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dc.contributor.advisorYelle, Roger V.en_US
dc.contributor.authorHorst, Sarah M.
dc.creatorHorst, Sarah M.en_US
dc.date.accessioned2011-10-14T23:35:14Z
dc.date.available2011-10-14T23:35:14Z
dc.date.issued2011
dc.identifier.urihttp://hdl.handle.net/10150/145467
dc.description.abstractThe arrival of the Cassini-Huygens mission to the Saturn system ushered in a new era in the study of Titan. Armed with a variety of instruments capable of remote sensing and in situ investigations of Titan's atmosphere and surface, Cassini and Huygens have provided a wealth of new information about Titan and have finally allowed humankind to see its surface. This work focuses on two discoveries made by the Cassini Plasma Spectrometer (CAPS): the detection of oxygen ions (O+) precipitating into Titan's atmosphere (Hartle et al., 2006) and the discovery of very large positive (Waite et al., 2007; Crary et al., 2009) and negative ions (Coates et al., 2007, 2009) present in Titan's thermosphere.Through the use of a photochemical model, I demonstrate that the observed densities of CO, CO2 and H2O can be explained by a combination of O and OH or H2O input to the upper atmosphere. Given the detection of O+ precipitation into Titan's upper atmosphere, it is no longer necessary to invoke outgassing from Titan's interior as a source for atmospheric CO or to assume that the observed CO is the remnant of a larger primordial abundance in Titan's atmosphere. Instead, it is most likely that the oxygen bearing species in Titan's atmosphere are the result of external input, most likely from Enceladus.I have also used very high resolution mass spectrometry to investigate the com- position of Titan aerosol analogues, or "tholins". Although there are an enormous number of molecules present in tholin samples, they exhibit numerous patterns, in- cluding very regular spectral spacing. These patterns may help constrain the com- position of the very large ions observed in the CAPS spectra, since the resolution of the instrument makes identification of the molecules impossible. Additionally, tholins produced with CO possess molecules of prebiotic interest, including all 5 nucleotide bases and the 2 smallest amino acids (glycine and alanine). This indicates that chemistry occurring in Titan's upper atmosphere may be capable of forming incredibly complex organic molecules, which may have implications for the origin of life on Earth and elsewhere in the universe.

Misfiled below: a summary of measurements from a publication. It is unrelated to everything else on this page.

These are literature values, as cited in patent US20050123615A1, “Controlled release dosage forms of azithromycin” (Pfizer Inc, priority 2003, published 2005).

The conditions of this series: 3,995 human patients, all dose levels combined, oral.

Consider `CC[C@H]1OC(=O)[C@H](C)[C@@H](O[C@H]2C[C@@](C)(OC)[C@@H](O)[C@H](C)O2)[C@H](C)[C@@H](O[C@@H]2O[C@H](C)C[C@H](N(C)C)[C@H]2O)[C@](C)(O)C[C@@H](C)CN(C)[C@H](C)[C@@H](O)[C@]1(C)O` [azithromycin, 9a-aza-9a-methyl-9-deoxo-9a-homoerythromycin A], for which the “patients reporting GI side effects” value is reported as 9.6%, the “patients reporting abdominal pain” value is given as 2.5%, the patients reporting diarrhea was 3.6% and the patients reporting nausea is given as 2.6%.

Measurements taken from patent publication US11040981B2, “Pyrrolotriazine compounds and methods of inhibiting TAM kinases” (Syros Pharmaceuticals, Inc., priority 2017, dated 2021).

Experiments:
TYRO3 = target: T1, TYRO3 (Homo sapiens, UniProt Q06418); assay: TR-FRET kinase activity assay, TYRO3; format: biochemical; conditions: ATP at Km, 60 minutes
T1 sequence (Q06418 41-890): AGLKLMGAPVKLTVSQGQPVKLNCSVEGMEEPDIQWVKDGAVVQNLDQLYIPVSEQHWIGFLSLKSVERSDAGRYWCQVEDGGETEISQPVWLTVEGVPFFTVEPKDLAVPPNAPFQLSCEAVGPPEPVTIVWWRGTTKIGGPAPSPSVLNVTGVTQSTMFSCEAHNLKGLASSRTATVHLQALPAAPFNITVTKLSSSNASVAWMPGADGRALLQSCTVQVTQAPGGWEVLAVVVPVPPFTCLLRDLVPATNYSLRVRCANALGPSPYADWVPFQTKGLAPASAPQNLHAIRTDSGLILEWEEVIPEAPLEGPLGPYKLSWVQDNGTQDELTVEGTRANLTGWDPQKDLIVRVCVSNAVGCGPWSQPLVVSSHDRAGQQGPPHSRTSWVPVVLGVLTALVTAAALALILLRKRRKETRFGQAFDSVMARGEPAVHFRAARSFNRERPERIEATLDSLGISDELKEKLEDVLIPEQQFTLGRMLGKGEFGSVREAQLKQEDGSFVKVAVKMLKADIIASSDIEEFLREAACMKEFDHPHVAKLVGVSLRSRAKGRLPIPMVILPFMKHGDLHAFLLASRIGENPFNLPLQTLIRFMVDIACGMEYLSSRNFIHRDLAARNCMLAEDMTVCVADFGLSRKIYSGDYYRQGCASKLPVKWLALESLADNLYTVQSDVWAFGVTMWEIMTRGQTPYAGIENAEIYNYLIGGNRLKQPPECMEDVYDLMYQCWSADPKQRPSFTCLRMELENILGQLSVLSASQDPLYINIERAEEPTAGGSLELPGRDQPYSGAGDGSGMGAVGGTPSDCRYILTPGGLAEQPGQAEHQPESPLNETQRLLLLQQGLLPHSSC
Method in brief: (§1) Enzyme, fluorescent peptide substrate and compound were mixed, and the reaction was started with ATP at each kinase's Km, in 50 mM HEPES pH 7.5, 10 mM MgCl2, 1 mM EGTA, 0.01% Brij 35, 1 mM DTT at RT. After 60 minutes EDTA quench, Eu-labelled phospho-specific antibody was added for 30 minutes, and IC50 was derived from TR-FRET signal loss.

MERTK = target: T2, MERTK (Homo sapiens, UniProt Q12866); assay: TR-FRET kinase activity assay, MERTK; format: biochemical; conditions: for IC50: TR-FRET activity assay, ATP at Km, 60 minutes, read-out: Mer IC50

dc.language.isoenen_US
dc.publisherThe University of Arizona.en_US
dc.rightsCopyright © is held by the author. Digital access to this material is made possible by the University Libraries, University of Arizona. Further transmission, reproduction or presentation (such as public display or performance) of protected items is prohibited except with permission of the author.en_US
dc.subjectAtmosphereen_US
dc.subjectCassinien_US
dc.subjectChemistryen_US
dc.subjectTholinsen_US
dc.subjectTitanen_US
dc.titlePost-Cassini Investigations of Titan Atmospheric Chemistryen_US
dc.typeElectronic Dissertationen_US
dc.typetexten_US
dc.identifier.oclc752261449
thesis.degree.grantorUniversity of Arizonaen_US
thesis.degree.leveldoctoralen_US
dc.contributor.committeememberGriffith, Caitlin A.en_US
dc.contributor.committeememberLunine, Jonathan I.en_US
dc.contributor.committeememberSmith, Mark A.en_US
dc.contributor.committeememberThissen, Rolanden_US
dc.identifier.proquest11588
thesis.degree.disciplineGraduate Collegeen_US
thesis.degree.disciplinePlanetary Sciencesen_US
thesis.degree.namePh.D.en_US
refterms.dateFOA2018-06-25T16:12:27Z
html.description.abstractThe arrival of the Cassini-Huygens mission to the Saturn system ushered in a new era in the study of Titan. Armed with a variety of instruments capable of remote sensing and in situ investigations of Titan's atmosphere and surface, Cassini and Huygens have provided a wealth of new information about Titan and have finally allowed humankind to see its surface. This work focuses on two discoveries made by the Cassini Plasma Spectrometer (CAPS): the detection of oxygen ions (O<super>+</super>) precipitating into Titan's atmosphere (Hartle et al., 2006) and the discovery of very large positive (Waite et al., 2007; Crary et al., 2009) and negative ions (Coates et al., 2007, 2009) present in Titan's thermosphere.Through the use of a photochemical model, I demonstrate that the observed densities of CO, CO<sub>2</sub> and H<sub>2</sub>O can be explained by a combination of O and OH or H<sub>2</sub>O input to the upper atmosphere. Given the detection of O<super>+</super> precipitation into Titan's upper atmosphere, it is no longer necessary to invoke outgassing from Titan's interior as a source for atmospheric CO or to assume that the observed CO is the remnant of a larger primordial abundance in Titan's atmosphere. Instead, it is most likely that the oxygen bearing species in Titan's atmosphere are the result of external input, most likely from Enceladus.I have also used very high resolution mass spectrometry to investigate the com- position of Titan aerosol analogues, or "tholins". Although there are an enormous number of molecules present in tholin samples, they exhibit numerous patterns, in- cluding very regular spectral spacing. These patterns may help constrain the com- position of the very large ions observed in the CAPS spectra, since the resolution of the instrument makes identification of the molecules impossible. Additionally, tholins produced with CO possess molecules of prebiotic interest, including all 5 nucleotide bases and the 2 smallest amino acids (glycine and alanine). This indicates that chemistry occurring in Titan's upper atmosphere may be capable of forming incredibly complex organic molecules, which may have implications for the origin of life on Earth and elsewhere in the universe.


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